The following is the first part of an exposé on the real cost of healthcare in America.
What Can the U.S.A. Do to Reduce Costs?
A recent phenomena in the healthcare industry is the rise of medical tourism. You’ve probably read an article or two that describes how someone can get surgery in Spain and enjoy a two week vacation while there—and the whole trip, including airfare, surgery and the hospital stay, still costs less than what it would cost here in the states just for the surgical procedure.
Well, that story has been exposed by Snopes as a hoax. However, I have American friends who regularly leave the country to have medical procedures and they wax on about the care they receive versus what they would get here in the states. Not to mention the cost savings.
So, why is that? Why do Americans pay more for their healthcare and receive less value and poorer outcomes when compared with other industrialized countries?
For all that money, you would think that America has the best healthcare outcomes in the world, right? Wrong. We are sadly lagging way behind our fellow industrialized countries. Recently, my colleague, Pediatric Health Advisor, Sheri A. Marino, MA, CCC-SLP wrote about the exemplary healthcare system in Cuba. It seems that the isolation that Cuba received during the Cold War and the U.S.A. embargo benefited their health. Cubans adopted more healthy eating and living practices out of necessity, eschewing modern farming methods.
Going the factory-farm/pesticide/GMO route has contaminated America’s food supply. On top of that, we increased our consumption of junk foods instead of whole foods. Americans became obese and ill, and instead of fixing the problems with our food supply, we take prescription drugs to allay our symptoms. Americans take more drugs than any other nation on earth. But, those drugs aren’t making us healthier. Our disease rates continue to skyrocket and disease states now begin at an even earlier age.
So, What Exactly are Our Health Outcomes?
Cuba is a rare exception. But, America still lags behind other industrialized nations. What are other countries doing differently? Well, for starters, many have adopted a universal healthcare system. What we now call Medicare for All. But, does universal healthcare mean we have to pay more in taxes? You know how Americans hate to pay taxes.
But, think about it. You can pay upfront for socialized medicine through your taxes, knowing you aren’t paying for the uninsured through social programs. Or you can pay the doctor later for your own healthcare maladies that aren’t covered by your insurance. Because you know those insurers do NOT like to pay for whatever it is that you most need.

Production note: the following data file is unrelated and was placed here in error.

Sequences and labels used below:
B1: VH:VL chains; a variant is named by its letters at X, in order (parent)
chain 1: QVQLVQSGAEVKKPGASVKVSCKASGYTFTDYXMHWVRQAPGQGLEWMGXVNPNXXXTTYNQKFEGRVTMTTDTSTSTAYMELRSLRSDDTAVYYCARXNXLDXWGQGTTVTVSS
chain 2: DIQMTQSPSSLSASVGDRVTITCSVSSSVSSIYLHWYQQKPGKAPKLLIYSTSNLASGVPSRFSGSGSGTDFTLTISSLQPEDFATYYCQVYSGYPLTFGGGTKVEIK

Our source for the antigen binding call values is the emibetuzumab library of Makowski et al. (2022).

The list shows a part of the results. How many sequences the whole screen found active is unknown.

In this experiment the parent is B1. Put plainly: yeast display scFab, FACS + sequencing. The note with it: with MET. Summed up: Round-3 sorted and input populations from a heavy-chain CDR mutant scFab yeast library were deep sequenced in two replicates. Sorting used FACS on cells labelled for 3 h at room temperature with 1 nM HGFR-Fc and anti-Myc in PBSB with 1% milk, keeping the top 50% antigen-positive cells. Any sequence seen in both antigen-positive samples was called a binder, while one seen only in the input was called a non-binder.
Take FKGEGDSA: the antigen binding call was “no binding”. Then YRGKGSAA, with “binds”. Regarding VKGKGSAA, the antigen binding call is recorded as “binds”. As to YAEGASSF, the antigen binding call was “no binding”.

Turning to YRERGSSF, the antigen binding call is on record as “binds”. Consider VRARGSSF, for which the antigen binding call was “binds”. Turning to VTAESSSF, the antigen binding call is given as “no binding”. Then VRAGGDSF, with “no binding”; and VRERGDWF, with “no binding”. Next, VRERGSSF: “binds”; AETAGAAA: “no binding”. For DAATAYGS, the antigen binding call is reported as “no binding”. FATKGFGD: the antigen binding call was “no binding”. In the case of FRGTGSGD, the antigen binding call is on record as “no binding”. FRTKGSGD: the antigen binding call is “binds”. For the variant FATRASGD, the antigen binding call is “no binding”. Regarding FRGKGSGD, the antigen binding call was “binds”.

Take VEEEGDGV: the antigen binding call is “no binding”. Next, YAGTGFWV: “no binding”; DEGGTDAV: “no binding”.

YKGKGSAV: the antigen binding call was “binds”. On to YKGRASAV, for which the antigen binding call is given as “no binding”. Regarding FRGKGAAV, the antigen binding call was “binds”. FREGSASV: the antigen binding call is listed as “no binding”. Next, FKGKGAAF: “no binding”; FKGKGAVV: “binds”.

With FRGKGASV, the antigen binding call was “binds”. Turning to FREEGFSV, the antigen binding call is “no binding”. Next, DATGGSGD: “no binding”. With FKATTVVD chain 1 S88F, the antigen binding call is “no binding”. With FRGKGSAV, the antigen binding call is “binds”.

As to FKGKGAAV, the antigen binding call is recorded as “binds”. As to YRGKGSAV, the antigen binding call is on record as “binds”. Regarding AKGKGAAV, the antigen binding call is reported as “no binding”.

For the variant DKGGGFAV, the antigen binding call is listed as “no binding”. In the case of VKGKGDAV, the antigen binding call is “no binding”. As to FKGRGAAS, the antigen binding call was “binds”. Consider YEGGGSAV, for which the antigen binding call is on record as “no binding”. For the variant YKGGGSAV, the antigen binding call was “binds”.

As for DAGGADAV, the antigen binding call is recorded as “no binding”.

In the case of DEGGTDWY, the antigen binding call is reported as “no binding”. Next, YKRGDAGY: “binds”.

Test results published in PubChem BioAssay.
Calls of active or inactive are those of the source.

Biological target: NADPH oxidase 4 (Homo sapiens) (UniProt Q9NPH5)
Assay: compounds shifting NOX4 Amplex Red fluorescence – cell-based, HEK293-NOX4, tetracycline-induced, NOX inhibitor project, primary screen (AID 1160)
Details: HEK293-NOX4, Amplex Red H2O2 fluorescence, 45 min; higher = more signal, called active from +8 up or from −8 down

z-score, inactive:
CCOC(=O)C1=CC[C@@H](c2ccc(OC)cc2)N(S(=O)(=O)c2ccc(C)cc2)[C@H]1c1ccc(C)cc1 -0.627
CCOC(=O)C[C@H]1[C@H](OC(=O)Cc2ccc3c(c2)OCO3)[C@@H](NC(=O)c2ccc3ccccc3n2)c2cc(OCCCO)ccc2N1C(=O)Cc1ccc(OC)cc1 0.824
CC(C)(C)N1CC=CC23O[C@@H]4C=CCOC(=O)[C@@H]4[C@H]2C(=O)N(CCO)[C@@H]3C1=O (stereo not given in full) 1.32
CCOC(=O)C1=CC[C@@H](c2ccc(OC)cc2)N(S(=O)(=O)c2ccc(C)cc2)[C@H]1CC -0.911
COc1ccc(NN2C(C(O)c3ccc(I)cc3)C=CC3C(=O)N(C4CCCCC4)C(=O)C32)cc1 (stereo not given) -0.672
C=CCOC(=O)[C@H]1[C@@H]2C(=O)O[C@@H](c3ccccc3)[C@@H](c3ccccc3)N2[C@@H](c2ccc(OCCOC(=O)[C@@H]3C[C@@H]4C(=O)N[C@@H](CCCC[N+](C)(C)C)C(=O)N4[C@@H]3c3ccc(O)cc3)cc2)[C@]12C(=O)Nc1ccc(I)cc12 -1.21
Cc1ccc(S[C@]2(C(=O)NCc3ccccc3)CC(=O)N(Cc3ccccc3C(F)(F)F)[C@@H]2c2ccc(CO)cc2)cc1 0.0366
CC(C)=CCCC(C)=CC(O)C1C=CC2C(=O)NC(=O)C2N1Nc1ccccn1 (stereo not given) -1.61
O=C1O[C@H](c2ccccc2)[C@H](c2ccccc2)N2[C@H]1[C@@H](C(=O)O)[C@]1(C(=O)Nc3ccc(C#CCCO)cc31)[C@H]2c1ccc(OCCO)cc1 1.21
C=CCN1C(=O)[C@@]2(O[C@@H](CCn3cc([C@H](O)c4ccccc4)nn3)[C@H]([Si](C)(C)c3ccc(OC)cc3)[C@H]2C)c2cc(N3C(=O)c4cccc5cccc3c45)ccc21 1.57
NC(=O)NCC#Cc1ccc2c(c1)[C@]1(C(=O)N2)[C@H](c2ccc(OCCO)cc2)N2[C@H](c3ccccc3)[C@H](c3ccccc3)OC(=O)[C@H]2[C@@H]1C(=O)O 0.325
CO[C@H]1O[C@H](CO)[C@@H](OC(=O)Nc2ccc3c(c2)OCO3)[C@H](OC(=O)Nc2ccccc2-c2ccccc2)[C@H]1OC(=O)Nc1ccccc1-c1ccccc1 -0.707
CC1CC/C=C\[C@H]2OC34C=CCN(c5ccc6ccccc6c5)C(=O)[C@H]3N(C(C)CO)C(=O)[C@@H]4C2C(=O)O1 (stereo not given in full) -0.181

At least with the former option, you have peace of mind that a catastrophic illness won’t bankrupt you or a family member.
Surely Americans live a longer life though, right? Uh. No.
Actually, we fall below all of our sister countries. Even Costa Ricans outlive us and they are a third world country. That’s shameful. Obviously, we are doing something wrong.
Wait, though. We have the technology. We have the best drug research and development on the planet. That’s why our drug costs are so high, right? Wrong. Let’s look at what that pharma money is really paying for. The U.S.A. and New Zealand are the only countries on the planet that allow direct-to-consumer advertising of pharmaceutical drugs.
We have been conditioned to think that we can just pop a pill and cure anything—without having to improve our diet or exercise or do any of the other healthy practices that keep our sister nations healthy. We’ve been brainwashed and at a very high price. The price of our health, our longevity, and our cost for care.
Did you know that pharmaceutical companies pay more to lobby politicians than the lobby expenditures of oil & gas combined? That’s a crazy amount of money. No wonder our drugs cost more than other countries where DTC advertising isn’t allowed. And, naught for nothing, those TV commercials and magazine ads and online ads cost big bucks.
How much of that pharma profit is really going into R&D? Is more money being spent to fast-track drugs to market that haven’t been tested properly? Or are we just lab rats for Big PhRMa?
There is also the cost of diagnostic tests. Have you noticed that U.S. doctors are so quick to test you for whatever ails you? You think those tests are necessary to confirm their diagnosis, right? Wrong. We pay more for our healthcare overall because testing is part of the diagnostic healthcare paradigm. Not so in the rest of the world.
Those tests are often unnecessary and/or designed to treat you with a pharmaceutical drug well before a disease is truly evident. See my earlier article on prediabetes, not to mention prehypertension. REALLY?! Prehypertension is now a thing? Yes, it is. And, it’s a huge money maker for pharma because it is the gateway drug to your life dependency on drugs to treat the side effects of the drugs you are already taking.
Vicious cycle, people. VICIOUS!